Unemployed Tennesseans are now receiving taxpayer-subsidized insurance benefits as a result of Gov. Phil Bredesen’s (D) decision to expand the state’s “Cover Tennessee” program to include unemployed and “underemployed” residents.
Health policy analysts criticized the move as an attempt to shore up enrollment in an ineffective and unpopular program.
Making Little Difference
Cover Tennessee was established in 2006 to reduce the number of uninsured adult Tennesseans, which then stood at 715,000, according to U.S. Census figures.
The program, which provides coverage of no more than $25,000 per year through Blue Cross Blue Shield of Tennessee, is paid for by enrollee premiums, employer fees, and state tax dollars. Individuals’ premiums vary based on age, medical history, and behaviors judged by the state to affect health, such as tobacco use.
In its three years of existence, Cover Tennessee has cost taxpayers $251 million.
The number of uninsured in the state has fallen to roughly 566,000, according to the University of Tennessee’s Center for Business and Economic Research, representing a decrease of 149,000, but only 15,000 of those are enrolled in Cover Tennessee, Bredesen’s office admitted.
Bredesen proposed the new eligibility category, called “Tennesseans Between Jobs,” earlier this year. It was approved by the state General Assembly in May and went into effect in late September.
Tennesseans Between Jobs opens Cover Tennessee eligibility to individuals “who have worked at least one 20-hour week in the last six months and earned $43,000 or less in income annually,” according to a statement by Bredesen.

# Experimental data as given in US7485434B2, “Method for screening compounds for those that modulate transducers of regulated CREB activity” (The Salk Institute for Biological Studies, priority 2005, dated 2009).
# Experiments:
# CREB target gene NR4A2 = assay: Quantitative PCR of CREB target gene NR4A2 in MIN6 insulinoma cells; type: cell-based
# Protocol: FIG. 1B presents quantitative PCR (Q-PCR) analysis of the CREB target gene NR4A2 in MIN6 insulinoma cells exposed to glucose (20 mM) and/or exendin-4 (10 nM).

New enrollees are expected to pay two-thirds of the normal Cover Tennessee premium, Bredesen said, with the remaining one-third being added to the state taxpayers’ share of the cost.
Analysts and legislators criticized the move as an expensive expansion of an already-ineffective program, implemented in hopes of increasing its currently sparse enrollment.
“I’m not paid what I’m worth—does that mean I’d qualify as ‘underemployed?’ ” asked Michael Cannon, director of health policy studies at the Cato Institute.
“The fact is, you can have a government that constantly tries to expand its control of the health care sector in order to ‘guarantee’ coverage to more and more people, or you can have a health care sector that makes care better, cheaper, and safer, and actually helps the less fortunate among us by providing them with quality, affordable care. You cannot have both,” Cannon added.
“Cover Tennessee hasn’t attracted anywhere near the number of enrollees its creators hoped for or led us to expect,” said Tennessee state Rep. Susan Lynn (R-Mt. Juliet). “This eligibility area was opened up in an effort to make the numbers work, because at current enrollment the program is too sparsely populated to be solvent.”
A better idea than continuing to expand the state’s subsidized program, said Lynn, would be to implement market-based reforms that decrease onerous mandates and regulations and allow the costs of health care to come down.
Unfortunately, she said, government programs have become so comprehensive, and costs such as payroll taxes and employer contributions have become so well-hidden, “people no longer expect to have to pay anything for health care.
“We have built up people’s expectation that health care should and will be free,” Lynn concluded.
Joe Emanuel ([email protected]) writes from Georgia.